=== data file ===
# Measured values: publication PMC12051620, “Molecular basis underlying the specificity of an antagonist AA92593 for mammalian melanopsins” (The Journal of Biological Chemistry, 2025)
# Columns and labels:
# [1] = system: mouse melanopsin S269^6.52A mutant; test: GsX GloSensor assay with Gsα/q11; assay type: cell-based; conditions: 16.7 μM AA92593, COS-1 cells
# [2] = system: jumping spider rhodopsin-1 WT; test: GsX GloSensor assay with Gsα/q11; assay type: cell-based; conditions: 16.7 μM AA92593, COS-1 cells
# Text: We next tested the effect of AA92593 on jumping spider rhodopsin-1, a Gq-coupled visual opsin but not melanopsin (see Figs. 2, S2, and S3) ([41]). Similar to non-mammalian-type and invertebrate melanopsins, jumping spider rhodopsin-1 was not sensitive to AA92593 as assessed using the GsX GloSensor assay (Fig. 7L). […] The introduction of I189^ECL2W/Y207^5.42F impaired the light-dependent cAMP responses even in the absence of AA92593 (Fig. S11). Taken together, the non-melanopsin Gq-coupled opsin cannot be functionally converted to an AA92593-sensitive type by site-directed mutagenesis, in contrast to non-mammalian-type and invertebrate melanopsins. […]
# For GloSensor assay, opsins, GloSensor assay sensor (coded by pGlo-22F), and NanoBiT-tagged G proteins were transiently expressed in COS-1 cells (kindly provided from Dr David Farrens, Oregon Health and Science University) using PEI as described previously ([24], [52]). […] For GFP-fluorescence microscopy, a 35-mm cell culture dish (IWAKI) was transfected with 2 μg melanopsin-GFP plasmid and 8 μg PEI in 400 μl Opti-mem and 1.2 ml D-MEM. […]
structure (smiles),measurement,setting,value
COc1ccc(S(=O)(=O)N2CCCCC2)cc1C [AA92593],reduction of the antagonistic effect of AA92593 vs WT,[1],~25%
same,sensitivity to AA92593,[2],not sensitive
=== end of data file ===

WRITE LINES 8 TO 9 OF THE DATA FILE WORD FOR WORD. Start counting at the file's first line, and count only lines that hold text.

COc1ccc(S(=O)(=O)N2CCCCC2)cc1C [AA92593],reduction of the antagonistic effect of AA92593 vs WT,[1],~25%
same,sensitivity to AA92593,[2],not sensitive